All the signs were there. The bloating, the zits that sprouted overnight on my t-zone. But it wasn’t until the next morning, when I started cramping and noticed red spots of blood that I realized I was about to start my period.
Normally, I take two naproxen, then use this as an excuse to cuddle up with my heating pad and a good book, but I’d already paid my race fees, and besides, I wasn’t about to bail on my first race of the season! So instead, I popped my naproxen, took care of my business and went out the door. (Sorry if I’m squicking anyone out. Actually, no, I’m not.)
Fortunately for me, I started re-reading “The Frailty Myth” by Colette Dowling Saturday afternoon, and in her first chapter, she recounts the story of Uta Pippig and the 1996 Boston Marathon:
The race was a dramatic one to begin with, as Pippig was favored to win a third time, which would be a first. But adding to the drama was “the unprecedented obviousness” of her menstrual bleeding and pain, Elizabeth Kissling wrote in Sociology of Sport Journal. “The runner’s period began early in the race, and throughout it she suffered cramps and severe diarrhea.”
Dowling then goes on to talk about the bashful way in which the sports media addressed the fact that Pippig was running through the streets of Boston with blood and other effluvia running in rivulets down her legs.
Even the Boston Globe’s Dan Shaughnessy, who never struck me as likely to pull punches in all the times I heard him on WEEI, was rather circumspect on the matter:
Little problems. There is no delicate way to put this. Pippig had female issues at the worst possible time. She was in pain. She was a mess. And she thought about dropping out of the race.
But what makes this story legendary is not that Pippig had her period during the race, or that she pooped on herself. (I once ran behind a woman whose shorts were smeared with poo. It happens.) What makes it amazing is that she pushed through and won anyway, with a time of 2:27:12.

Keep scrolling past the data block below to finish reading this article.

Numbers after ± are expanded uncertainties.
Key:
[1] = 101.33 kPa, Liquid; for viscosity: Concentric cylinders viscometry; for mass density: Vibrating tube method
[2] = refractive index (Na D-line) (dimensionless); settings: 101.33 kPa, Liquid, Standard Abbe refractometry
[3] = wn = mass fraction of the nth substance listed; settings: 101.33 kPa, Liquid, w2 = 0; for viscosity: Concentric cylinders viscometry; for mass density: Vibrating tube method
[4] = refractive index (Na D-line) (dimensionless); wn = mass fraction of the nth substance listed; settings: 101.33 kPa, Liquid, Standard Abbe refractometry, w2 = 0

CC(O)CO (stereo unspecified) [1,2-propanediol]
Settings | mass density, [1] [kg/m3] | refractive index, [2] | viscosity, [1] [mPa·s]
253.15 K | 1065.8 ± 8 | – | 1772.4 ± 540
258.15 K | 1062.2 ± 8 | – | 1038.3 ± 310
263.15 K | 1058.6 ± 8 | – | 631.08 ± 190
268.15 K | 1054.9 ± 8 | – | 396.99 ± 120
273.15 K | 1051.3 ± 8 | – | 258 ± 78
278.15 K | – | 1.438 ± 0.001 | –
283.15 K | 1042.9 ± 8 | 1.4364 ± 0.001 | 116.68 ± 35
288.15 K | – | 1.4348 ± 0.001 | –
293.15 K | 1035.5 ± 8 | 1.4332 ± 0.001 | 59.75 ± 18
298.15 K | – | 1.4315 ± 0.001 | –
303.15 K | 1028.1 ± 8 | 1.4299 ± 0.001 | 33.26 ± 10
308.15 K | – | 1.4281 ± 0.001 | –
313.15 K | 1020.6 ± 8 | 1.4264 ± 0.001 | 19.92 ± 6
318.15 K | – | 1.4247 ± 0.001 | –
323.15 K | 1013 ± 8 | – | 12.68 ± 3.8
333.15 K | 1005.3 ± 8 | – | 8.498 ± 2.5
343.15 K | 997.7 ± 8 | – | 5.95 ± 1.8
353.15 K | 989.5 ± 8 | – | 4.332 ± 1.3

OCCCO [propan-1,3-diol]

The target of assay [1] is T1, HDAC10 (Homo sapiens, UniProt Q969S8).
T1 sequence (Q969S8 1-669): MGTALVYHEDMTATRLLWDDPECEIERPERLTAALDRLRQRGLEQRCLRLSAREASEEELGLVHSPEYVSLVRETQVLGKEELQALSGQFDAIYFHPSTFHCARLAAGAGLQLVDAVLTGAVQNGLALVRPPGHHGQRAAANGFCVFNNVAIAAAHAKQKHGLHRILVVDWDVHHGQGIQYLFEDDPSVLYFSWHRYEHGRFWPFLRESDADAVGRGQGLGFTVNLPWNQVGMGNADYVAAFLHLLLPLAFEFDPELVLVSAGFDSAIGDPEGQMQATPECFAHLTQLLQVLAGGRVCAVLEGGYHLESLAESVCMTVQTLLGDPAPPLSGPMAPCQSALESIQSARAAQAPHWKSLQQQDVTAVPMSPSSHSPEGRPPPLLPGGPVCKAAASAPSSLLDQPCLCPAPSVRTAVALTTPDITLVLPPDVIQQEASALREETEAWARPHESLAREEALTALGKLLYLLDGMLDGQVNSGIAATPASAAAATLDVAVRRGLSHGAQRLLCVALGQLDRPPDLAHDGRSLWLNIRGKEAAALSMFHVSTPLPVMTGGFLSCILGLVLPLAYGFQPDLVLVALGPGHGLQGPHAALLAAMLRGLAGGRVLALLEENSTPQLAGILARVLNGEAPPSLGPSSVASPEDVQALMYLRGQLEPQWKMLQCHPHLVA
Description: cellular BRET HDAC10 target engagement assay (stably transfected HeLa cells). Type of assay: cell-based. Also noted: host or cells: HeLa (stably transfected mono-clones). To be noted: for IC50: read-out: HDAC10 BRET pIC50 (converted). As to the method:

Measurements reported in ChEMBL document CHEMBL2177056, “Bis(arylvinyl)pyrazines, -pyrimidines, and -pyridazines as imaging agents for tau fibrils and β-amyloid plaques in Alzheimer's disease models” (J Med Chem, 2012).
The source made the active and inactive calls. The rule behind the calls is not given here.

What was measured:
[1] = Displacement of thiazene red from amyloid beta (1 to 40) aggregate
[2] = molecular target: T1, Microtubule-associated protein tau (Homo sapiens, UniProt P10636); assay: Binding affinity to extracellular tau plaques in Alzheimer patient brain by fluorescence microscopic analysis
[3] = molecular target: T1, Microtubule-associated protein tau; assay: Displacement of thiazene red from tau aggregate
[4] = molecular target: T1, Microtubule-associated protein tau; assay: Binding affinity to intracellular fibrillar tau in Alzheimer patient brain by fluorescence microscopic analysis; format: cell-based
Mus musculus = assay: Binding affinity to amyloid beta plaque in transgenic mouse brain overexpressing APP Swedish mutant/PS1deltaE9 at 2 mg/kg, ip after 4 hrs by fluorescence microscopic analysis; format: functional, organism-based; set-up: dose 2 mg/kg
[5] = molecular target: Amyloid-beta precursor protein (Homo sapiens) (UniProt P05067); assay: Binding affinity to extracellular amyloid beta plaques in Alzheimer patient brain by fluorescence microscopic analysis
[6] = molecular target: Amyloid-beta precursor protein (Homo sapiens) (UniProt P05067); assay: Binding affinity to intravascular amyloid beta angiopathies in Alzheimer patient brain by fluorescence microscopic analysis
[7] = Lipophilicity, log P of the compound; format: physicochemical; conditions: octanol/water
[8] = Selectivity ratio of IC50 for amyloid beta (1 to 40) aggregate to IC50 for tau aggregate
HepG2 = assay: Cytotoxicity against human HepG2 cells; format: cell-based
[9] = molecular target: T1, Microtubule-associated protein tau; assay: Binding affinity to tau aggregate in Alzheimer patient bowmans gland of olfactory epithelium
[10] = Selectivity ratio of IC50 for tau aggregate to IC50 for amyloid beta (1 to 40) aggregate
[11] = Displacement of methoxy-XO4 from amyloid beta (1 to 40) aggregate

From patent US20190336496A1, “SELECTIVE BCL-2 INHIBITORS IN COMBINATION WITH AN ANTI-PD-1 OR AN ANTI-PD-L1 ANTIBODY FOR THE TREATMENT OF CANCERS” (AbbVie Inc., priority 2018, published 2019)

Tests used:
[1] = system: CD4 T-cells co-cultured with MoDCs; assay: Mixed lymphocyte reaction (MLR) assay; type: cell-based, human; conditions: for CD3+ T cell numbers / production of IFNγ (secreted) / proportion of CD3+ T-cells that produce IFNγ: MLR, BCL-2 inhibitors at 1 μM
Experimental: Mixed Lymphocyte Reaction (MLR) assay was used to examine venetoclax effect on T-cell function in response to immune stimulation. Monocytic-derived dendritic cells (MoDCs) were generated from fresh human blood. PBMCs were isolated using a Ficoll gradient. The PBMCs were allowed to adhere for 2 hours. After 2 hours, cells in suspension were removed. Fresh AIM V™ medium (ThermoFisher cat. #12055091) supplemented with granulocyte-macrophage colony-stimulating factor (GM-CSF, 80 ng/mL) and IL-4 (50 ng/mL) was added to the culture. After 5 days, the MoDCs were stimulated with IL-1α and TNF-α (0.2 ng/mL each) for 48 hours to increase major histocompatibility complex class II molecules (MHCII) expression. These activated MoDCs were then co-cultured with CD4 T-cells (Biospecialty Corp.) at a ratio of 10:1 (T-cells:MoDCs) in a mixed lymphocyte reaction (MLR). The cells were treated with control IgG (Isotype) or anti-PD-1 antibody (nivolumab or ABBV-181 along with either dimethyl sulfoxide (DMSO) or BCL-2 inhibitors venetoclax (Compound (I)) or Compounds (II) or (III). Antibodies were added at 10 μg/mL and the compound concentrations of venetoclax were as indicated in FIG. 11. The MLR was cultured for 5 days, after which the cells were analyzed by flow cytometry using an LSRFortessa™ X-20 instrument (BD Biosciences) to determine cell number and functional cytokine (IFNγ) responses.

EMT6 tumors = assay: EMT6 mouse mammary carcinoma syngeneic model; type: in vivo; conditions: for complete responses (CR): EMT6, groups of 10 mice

Here, check her out:
So rather than letting my anatomy defeat me psychologically, I thought of Uta Pippig as I warmed up. I thought of her running like a gazelle with blood running down her legs, and I realized that, if she could run a marathon like that, there is no reason I couldn’t run a dinky 5k with some piddly little cramps. And a curious thing happened as I jogged around the park and stretched – my cramps disappeared. They stayed gone for the rest of my warm-up, during the 5K, which was a hilly little thing run on trails and boardwalks, all the way through my final sprint across the finish line.
It was only when I was filling out my timing card – and noticed my time of 23:26 was good enough for second in my age group! And the sixth woman overall! – that the cramps came back with a vengeance. I grabbed a Diet Coke and scurried to the tennis court, where I sat down in the shade and tried hard not to visibly grimace. Even so, I couldn’t help but feel like a little bit of a bad-ass. I wondered what all of the guys I’d passed on those hills would think if they knew they’d been smoked by a lady who was on the rag.
I’m pretty lucky when it comes to this topic. For instance, I’ve not been cursed with a condition like endometriosis or something similar, which has been known to leave sufferers curled up like potato bugs on the floors of their bathrooms. For most of us who menstruate, our periods are little more an inconvenience and an irritation, but for some of us, it is a seriously major problem.
And then there is the not-insignificant matter of technology. Playing sports is easy now with things like tampons, Divacups and sea sponges. But can you imagine doing that with wadded up rags in your underwear? Or even one of those ridiculous belt get-ups that look more like medical-fetish gear than something to be worn for practical purposes? Or hell, even a thick maxipad?